It’s too much for any one article, but let’s start in 1947 when Jewish leaders accepted a partition of the Land of Israel for two states and the Arabs rejected it. Many continue to do so. More recently, when Israel withdrew from Gaza in 2005, what followed was not peace or the embryonic emergence of a Palestinian state, but a launching pad for terror and missile attacks against Israel, which continue to this day. It’s important to note, too, that neither in 1947 nor in 1967 was there ever a Palestinian state that was “occupied.” Had the Arabs accepted the 1947 Partition Plan, there might have been one, in which case there’d have been no need for the wars which have been forced on us since. But one can’t live the present without an accurate sense of the past, nor hope for the future based on how you want it to be, irrespective of these facts.

The fact is, Israelis desperately want to live in peace and most of us would make painful concessions on land in order to get that. Yes, even many of my “settler” neighbors. But what prevents that is outright rejection and delegitimization of Israel (like that of those to whom Rep. Johnson was speaking), and Palestinian refusal to make peace with us.

Some defend Johnson saying that he was referring to the “settlement” process and not the people. However, other than being dehumanizing, Rep. Johnson’s use of the word termites is telling. The implication is that “settlers,” like termites, invade other people’s homes. How is it possible that anyone, with any integrity could say that Jews returning to Jerusalem, or biblical Judea and Samaria, where our forefathers lived, herded their flocks, worshiped, and thrived is anything but returning to our home? 

I don’t know if Rep. Johnson is a Christian, and I suspect he’s not a Jew, but someone should educate him on the Bible. Our living here doesn’t mean we can’t live together or that we shouldn’t, but to imply that somehow we don’t belong here is absurd.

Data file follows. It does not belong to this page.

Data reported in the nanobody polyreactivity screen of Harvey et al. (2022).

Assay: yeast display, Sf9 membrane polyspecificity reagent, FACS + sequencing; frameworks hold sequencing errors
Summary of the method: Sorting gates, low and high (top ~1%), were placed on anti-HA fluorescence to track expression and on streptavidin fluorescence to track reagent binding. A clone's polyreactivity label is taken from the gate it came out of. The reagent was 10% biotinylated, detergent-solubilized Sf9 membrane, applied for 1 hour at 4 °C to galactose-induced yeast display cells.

I’m not sure if Rep. Johnson has ever been to Israel much less a “settlement.”  I’ve invited him to visit. If and when he does, I will show him how things really are: how on a daily basis Israeli “settlers” interact and show mutual respect for our neighbors; how we interact with one another in our communities and in our homes; how we shop and work together in retail establishments as well as professional environments; how we share waiting rooms in hospitals worrying about our respective loved ones, or celebrating a birth. 

There may not be love, but there’s mutual respect and coexistence that we can and should build upon. And despite the reality that too many of our Palestinian Arab neighbors simply want us dead or gone, this reality continues. 

To his credit, Rep. Johnson tweeted clarification, and apparently apologized to a well-known LA rabbi who called him out publically. Despite this, the damage is done. He’s infected and made worse a dialogue that’s difficult enough. Those prone to believe the negative stereotypes, which apparently he does, will only take his further dehumanizing of Jews in general, and specifically those of us who have the hubris to live in the original Bible Belt, as being OK.

Anyone in, or aspiring to, serious leadership and involving him/herself in issues that are foreign (literally) should at least do so based on facts, not on myths, and certainly not on offensive rhetoric. I learned a lot about the Middle East at Emory, and am learning more every day. I don’t expect him to be an expert, but do expect that if he or others are going to be addressing matters close to my home, that they do so based on reality. I hope Rep. Johnson will come and see for himself, and anyone else looking for the facts to be in touch and I’ll gladly share my experiences and sources that are accurate.   

Jonathan Feldstein was born and educated in the U.S. and immigrated to Israel in 2004. He is married and the father of six. Throughout his life and career, he has been blessed by the calling to fellowship with Christian supporters of Israel and shares experiences of living as an Orthodox Jew in Israel.